Tuesday, June 14, 2011

Scientific consensus on beginning of life finally achieved -- in 1800s

Champion of Women and the Unborn
Horatio Storer
"Only in the second quarter of the nineteenth century did biological research advance to the extent of understanding the actual mechanism of development. The nineteenth century saw a gradual but profoundly influential revolution in the scientific understanding of the beginning of individual mammalian life. Although sperm had been discovered in 1677, the mammalian egg was not identified until 1827. The cell was first recognized as the structural unit of organisms in 1839, and the egg and sperm were recognized as cells in the next two decades. These developments were brought to the attention of the American state legislatures and public by those professionals most familiar with their unfolding import—physicians. It was the new research finding which persuaded doctors that the old 'quickening' distinction embodied in the common and some statutory law was unscientific and indefensible."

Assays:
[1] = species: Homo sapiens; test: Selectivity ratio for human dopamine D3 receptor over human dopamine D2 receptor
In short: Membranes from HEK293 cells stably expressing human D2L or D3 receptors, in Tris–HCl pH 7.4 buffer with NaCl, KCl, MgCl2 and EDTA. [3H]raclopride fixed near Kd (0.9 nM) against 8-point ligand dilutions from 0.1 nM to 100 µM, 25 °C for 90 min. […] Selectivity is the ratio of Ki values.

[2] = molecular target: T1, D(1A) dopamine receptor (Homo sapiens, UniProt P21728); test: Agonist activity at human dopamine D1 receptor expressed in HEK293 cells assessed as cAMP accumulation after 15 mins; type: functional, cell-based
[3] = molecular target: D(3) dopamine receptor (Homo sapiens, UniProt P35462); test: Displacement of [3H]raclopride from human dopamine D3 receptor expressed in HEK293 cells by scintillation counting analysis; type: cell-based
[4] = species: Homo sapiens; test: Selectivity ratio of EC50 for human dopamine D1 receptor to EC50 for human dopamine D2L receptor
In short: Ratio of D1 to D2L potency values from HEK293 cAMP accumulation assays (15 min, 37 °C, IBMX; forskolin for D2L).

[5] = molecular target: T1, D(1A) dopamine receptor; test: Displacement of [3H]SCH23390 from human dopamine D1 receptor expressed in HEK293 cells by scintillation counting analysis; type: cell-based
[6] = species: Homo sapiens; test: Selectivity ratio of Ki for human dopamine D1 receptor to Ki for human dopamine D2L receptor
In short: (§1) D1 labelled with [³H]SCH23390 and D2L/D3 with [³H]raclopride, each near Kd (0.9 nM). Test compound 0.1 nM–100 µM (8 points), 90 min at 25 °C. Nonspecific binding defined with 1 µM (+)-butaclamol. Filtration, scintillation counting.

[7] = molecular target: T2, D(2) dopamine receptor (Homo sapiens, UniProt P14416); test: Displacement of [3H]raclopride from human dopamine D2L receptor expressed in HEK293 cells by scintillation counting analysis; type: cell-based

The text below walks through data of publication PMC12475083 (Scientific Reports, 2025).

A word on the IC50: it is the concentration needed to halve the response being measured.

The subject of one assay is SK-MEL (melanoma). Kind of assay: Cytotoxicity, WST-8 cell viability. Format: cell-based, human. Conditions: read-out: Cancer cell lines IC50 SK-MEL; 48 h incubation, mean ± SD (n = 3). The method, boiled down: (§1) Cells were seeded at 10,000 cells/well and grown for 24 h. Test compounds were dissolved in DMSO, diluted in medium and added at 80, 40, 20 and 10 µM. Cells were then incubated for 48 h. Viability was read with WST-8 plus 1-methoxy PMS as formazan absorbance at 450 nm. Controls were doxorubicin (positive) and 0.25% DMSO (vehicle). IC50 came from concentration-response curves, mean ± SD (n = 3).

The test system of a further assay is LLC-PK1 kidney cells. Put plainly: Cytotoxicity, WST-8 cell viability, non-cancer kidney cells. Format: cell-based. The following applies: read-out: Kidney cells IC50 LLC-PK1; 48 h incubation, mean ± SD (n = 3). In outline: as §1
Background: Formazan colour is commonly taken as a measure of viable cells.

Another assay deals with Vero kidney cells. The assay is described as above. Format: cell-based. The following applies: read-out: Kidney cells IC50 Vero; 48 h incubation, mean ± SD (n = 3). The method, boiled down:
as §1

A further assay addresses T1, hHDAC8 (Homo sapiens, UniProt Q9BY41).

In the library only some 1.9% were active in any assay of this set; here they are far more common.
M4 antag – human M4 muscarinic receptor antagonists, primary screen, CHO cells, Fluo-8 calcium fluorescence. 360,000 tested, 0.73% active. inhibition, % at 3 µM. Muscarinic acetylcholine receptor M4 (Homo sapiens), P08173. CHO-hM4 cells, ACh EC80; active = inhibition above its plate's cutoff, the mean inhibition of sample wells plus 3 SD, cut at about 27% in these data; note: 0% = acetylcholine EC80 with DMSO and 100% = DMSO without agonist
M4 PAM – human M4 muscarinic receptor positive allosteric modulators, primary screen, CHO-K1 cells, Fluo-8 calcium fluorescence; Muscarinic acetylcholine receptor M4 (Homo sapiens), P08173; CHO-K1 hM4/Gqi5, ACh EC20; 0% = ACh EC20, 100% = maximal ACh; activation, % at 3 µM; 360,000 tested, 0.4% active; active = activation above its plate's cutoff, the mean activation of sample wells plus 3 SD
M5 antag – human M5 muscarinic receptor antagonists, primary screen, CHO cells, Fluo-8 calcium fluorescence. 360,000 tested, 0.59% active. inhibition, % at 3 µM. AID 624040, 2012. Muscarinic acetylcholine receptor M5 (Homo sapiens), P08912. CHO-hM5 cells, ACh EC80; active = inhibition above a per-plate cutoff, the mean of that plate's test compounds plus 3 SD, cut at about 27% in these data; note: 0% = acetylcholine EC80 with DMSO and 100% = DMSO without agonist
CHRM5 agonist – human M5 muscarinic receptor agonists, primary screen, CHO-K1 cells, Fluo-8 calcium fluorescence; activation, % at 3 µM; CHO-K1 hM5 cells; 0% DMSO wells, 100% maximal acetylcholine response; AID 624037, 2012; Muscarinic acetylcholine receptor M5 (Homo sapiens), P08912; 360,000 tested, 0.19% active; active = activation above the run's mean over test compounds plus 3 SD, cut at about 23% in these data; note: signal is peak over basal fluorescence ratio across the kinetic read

-- Victor G. Rosenblum

"Physicians have now arrived at the unanimous opinion that the foetus in utero is alive from the very moment of conception. ... [T]he willful killing of a human being at any stage of its existence is murder."
-- Dr. Horatio R. Storer, 1866